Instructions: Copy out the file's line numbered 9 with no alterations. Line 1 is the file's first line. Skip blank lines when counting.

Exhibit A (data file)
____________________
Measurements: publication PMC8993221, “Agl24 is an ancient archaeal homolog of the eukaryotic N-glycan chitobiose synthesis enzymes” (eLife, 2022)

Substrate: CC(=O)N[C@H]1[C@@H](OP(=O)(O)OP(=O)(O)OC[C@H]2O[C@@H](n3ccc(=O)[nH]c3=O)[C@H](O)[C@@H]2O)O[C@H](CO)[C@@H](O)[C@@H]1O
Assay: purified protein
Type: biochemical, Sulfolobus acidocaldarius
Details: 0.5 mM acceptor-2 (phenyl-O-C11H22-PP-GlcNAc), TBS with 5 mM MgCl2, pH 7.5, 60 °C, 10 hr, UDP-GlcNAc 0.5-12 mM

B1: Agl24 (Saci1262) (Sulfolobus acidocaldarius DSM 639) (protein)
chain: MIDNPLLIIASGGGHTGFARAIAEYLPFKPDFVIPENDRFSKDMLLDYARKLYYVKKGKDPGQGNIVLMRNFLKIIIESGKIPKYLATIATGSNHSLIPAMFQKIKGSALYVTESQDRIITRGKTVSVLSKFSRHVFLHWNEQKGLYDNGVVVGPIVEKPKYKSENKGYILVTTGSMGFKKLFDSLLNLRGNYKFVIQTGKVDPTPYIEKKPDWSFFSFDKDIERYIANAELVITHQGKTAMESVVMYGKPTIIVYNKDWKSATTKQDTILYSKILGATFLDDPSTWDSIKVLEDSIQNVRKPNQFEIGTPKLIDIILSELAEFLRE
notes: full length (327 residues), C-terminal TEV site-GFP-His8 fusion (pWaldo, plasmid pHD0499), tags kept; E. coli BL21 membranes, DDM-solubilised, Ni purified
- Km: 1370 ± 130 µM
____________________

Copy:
- Km: 1370 ± 130 µM